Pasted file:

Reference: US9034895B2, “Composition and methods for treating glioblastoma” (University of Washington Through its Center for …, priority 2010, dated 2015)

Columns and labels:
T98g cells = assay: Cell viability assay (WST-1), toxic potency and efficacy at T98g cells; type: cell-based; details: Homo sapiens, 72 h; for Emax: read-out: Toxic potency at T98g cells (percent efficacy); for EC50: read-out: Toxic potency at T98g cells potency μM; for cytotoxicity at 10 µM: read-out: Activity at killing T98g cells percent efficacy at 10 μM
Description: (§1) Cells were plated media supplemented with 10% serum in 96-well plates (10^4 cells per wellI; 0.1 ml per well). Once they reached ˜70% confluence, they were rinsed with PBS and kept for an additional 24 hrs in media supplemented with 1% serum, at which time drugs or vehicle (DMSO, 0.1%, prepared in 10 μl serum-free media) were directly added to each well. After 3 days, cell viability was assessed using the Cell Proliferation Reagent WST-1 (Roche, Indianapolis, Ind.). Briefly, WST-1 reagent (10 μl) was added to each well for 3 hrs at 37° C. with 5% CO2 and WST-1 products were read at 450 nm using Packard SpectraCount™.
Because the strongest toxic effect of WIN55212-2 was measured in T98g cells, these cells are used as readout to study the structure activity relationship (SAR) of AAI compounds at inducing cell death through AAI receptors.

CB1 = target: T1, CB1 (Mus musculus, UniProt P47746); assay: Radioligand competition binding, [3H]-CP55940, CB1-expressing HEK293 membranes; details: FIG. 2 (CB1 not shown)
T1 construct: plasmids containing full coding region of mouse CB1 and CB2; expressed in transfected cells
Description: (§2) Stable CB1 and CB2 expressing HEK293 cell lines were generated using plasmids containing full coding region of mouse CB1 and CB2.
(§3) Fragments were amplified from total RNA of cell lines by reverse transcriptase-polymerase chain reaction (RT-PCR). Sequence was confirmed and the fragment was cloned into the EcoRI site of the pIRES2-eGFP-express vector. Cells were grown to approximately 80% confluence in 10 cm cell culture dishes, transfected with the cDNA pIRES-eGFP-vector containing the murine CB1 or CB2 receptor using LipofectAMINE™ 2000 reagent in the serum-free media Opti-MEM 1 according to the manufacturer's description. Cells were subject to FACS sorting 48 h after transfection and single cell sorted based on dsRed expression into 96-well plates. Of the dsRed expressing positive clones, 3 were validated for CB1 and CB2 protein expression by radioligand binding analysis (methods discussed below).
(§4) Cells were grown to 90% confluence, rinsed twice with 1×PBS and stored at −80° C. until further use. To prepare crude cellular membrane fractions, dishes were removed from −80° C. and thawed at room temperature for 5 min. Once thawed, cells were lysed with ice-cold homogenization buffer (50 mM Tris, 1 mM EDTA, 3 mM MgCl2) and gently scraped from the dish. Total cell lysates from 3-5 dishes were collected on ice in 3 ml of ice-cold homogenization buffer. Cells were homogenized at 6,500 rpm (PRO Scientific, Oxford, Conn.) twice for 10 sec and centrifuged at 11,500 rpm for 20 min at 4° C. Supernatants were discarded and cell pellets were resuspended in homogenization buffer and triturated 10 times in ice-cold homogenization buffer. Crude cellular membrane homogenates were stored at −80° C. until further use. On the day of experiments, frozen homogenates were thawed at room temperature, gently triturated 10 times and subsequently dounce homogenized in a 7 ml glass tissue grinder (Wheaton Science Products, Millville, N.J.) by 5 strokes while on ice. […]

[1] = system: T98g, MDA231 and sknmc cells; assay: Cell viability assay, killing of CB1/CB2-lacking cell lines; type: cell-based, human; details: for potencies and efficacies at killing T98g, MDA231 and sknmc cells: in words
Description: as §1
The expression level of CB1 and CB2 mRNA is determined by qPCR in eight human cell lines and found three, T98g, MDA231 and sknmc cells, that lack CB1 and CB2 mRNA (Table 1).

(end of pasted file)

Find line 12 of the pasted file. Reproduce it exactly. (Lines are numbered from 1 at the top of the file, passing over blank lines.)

Description: as §1